However, excessively high occupancy rates may lead to agent burnout and increase call center attrition rates. So, it’s essential to strike a balance to stop decreasing agent performance. Now, let’s look into the detailed effects of occupancy in contact centers.
High Occupancy in Call Center
High occupancy rates in a call center mean that agents are spending a large proportion of their time handling calls or completing after-call work. While this might seem like a good thing as it indicates high productivity, it can have several negative effects as well.
- Constantly handling calls with little to no downtime can lead to stress and burnout, which can negatively impact an agent’s performance and well-being.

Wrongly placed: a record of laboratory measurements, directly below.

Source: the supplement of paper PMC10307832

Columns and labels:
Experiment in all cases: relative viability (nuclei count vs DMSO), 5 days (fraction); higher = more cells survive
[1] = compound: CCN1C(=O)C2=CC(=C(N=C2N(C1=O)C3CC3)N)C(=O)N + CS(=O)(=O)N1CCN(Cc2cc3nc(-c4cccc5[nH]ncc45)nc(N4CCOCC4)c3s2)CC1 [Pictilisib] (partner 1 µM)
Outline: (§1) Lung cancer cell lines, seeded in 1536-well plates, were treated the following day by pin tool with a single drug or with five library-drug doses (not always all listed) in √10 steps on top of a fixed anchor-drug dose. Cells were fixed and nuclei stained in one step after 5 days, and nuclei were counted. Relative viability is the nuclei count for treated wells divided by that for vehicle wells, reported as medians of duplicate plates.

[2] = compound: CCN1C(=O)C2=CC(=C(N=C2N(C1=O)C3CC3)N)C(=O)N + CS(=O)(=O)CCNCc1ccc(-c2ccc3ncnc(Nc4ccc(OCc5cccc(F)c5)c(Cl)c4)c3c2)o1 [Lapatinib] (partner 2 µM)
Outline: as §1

- When agents are rushed off their feet, the quality of service they provide can suffer. They may not have enough time to fully address a customer’s concerns, leading to decreased customer satisfaction.
- Higher stress levels and burnout can lead to higher attrition rates, which can be costly for call centers in terms of recruitment and training.
Low Occupancy in Call Center
Low occupancy rates mean that agents are spending a large proportion of their time idle, waiting for calls. It can cause several negative effects on a call center.
- Paying agents to sit idle is not cost-effective. Low occupancy rates can indicate that you are overstaffed and could adjust your scheduling to match your call volume better.
- Being idle can be demotivating for agents. They may feel that their skills are not being utilized effectively, which can lead to decreased job satisfaction.
- Time spent idle could be used for other productive activities, such as training or coaching.
The Right Occupancy For Your Contact Center
Finding the right balance for your contact center is crucial. The ideal occupancy rate can depend on various factors, including the nature of your calls, the skill level of your agents, your call center services, and your specific business objectives.